He had bags of authority, and was telling other jeeps off for breaking little rules and kept telling us that “today we will NOT be stopping for anymore dear, no more antelope, no more – we’re going to find a tiger” and he was super confident about it too – I think he’d already had the heads up about where to find one.
We were in zone 4 this time.
He made a few calls and next the next thing you know, in a matter of fact tone, he pointed and declared “there’s a tiger there”.
In a blink we’re spinning 180 degrees at break neck speed, dust in the air and zooming off to ‘wherever’ the tiger was.
Oh happy day!!! 🎊 🎉
Speeding like there was no tomorrow!!! The stuff of action movies.
Then it happened…..
Wow x 100!!!! There must have been at least half a dozen jeeps in the area, but our guide made sure we weaved into the best spot.
This was probably the highlight of my entire India trip.
We saw two female tigers and some cubs hidden in long grass.
One of the females came and stood a few meters away from our jeep – she was in hunting mode, and looked as if she was listening/looking/waiting keenly into the distance….we tried not to disturb her!
Thankfully she decided not to jump up on the jeep and have one of us for breakfast!
It all sounds a bit ‘yeah whatever’ until you experience this sort of thing yourself.
I don’t think you really know how you’re going to feel – honestly, my heart was racing, I was so excited, scared and quite humbled all at the same time – pretty emotional.
A fellow traveller sat next to me in the jeep literally grabbed and shook me with a silent excited scream as soon as we saw the tiger walking towards us – it was a crazy moment, one I’ll never forget. 🤩
I mean, how are you ‘supposed’ to act when you see a magnificent tiger walking towards you, calmly, gracefully, with only the sound of bird calls in the air.
I kept wondering if another tiger might creep up and pounce from behind – I mean how many were there in the area, not to mention leopards – which some others from my group were lucky enough to see.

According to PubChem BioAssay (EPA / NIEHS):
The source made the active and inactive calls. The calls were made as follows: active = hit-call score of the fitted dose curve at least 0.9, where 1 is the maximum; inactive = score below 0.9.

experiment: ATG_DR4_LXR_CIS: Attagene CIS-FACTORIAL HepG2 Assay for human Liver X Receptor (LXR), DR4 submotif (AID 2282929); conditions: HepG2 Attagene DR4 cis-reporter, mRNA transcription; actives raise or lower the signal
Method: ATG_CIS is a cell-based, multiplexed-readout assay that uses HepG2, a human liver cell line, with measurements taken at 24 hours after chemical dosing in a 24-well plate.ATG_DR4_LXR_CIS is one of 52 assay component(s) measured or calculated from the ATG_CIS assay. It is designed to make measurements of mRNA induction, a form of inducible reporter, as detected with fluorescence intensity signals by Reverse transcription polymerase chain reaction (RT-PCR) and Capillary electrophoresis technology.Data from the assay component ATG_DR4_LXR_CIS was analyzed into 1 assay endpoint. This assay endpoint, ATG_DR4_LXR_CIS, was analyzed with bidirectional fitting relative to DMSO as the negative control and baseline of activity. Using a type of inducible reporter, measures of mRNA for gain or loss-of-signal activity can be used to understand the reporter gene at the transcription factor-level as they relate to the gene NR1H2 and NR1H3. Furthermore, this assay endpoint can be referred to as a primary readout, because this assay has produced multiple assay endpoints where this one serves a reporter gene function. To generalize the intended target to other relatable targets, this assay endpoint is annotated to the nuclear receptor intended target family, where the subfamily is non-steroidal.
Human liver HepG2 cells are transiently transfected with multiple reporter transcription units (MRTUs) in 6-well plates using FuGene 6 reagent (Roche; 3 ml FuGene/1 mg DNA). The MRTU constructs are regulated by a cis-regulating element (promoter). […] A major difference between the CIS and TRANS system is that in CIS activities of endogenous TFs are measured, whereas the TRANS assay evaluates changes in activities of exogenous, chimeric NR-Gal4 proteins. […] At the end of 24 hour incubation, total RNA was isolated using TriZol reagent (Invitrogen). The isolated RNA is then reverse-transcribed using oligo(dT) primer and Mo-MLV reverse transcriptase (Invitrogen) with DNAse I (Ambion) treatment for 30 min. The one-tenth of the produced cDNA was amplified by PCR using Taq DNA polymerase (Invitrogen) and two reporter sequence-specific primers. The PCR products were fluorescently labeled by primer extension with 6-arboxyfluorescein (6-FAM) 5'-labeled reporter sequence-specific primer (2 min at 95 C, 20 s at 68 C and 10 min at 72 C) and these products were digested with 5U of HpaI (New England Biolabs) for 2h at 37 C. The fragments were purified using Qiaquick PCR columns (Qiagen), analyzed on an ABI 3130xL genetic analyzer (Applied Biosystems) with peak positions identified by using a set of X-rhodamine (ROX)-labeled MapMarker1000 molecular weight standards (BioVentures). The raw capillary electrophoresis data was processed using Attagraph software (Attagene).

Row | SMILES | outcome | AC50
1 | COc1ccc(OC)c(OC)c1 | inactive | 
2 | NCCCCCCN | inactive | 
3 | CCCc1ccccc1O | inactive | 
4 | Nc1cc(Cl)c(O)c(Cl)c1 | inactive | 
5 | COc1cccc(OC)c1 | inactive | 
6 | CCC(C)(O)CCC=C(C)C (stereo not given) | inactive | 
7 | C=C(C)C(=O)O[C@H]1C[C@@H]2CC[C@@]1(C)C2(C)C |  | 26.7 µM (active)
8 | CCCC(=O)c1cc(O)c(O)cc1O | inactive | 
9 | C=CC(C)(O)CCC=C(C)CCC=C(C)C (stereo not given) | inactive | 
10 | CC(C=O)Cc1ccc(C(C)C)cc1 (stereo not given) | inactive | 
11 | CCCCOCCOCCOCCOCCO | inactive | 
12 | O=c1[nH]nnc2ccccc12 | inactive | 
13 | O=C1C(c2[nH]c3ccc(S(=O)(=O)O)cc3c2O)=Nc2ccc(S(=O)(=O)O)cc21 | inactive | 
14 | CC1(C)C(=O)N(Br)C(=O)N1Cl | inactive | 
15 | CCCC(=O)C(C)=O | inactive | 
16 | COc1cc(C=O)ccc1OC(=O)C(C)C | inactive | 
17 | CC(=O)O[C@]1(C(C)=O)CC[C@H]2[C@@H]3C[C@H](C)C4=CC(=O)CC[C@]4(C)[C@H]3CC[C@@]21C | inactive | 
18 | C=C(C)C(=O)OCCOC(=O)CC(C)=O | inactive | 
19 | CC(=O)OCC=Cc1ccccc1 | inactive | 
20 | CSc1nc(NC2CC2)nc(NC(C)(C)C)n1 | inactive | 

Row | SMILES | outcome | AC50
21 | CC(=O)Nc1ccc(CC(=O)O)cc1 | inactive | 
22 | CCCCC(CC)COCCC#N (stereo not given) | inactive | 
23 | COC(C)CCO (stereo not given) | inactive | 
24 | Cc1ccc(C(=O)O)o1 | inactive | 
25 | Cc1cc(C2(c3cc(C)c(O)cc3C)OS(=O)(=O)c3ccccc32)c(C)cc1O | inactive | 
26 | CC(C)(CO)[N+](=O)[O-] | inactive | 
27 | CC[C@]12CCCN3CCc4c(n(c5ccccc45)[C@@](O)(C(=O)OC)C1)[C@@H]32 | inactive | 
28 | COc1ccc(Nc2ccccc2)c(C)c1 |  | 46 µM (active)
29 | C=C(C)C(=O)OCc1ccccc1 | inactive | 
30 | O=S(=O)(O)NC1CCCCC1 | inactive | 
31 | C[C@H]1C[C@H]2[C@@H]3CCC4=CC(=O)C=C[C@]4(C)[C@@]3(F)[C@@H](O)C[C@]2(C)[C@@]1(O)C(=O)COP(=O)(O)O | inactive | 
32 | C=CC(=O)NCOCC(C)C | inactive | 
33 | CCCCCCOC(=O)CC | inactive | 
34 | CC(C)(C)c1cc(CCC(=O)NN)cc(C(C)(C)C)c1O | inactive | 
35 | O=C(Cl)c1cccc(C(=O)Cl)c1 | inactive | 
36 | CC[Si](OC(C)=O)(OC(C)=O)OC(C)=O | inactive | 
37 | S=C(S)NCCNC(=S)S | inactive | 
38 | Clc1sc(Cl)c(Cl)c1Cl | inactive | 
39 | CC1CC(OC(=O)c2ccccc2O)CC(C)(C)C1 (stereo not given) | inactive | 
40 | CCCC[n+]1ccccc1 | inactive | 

She (Ms tiger) didn’t seem remotely interested in all the jeeps and people gawping at her, camera buttons clicking away – she was quite the celebrity, very comfortable with her audience, unaffected by the limelight!! Fabulous.
I couldn’t believe how close we got, to admire this beautiful, majestic animal, in her territory, especially when she finally gave us a quick glance and casually strode past the side of our vehicle…..at which point we were revving the engine again, to follow in hot pursuit, on our guide’s, command.
We also saw her sister too, with some teenage cubs not far away.
Tiger cubs grow up seeing the jeeps come and go, they’re used to seeing us….
Apparently, none of the tigers are microchipped – they used to chip them, but found that it started to interfere with their reproductive behaviour, and the females stopped getting pregnant, so the chips were removed.
Alarm Bells 🚨
I was slightly concerned about just how exposed we were in our small, low level jeeps – especially when one of our guides confirmed that tigers will often come right up to the jeep. Right up to the door. Hmmmm…..
Despite their apparent lack of protection from wild tigers, the jeeps did deserve a medal.
No really, they did – how they crunched over some of those awkward rocks and dealt with some pretty tricky bumps I’ll never know.
Others (in another jeep) had a puncture, and they all had to get out of their jeep while the tyre was changed…..again, just keeping a close watch for tigers, leopards and bears – nothing to worry about!
Not all Golden Triangle Tours include a Ranthambore safari, but I’d highly recommend it, I didn’t realise it would turn out to be the best part of my tour until after I’d done it!! 🙌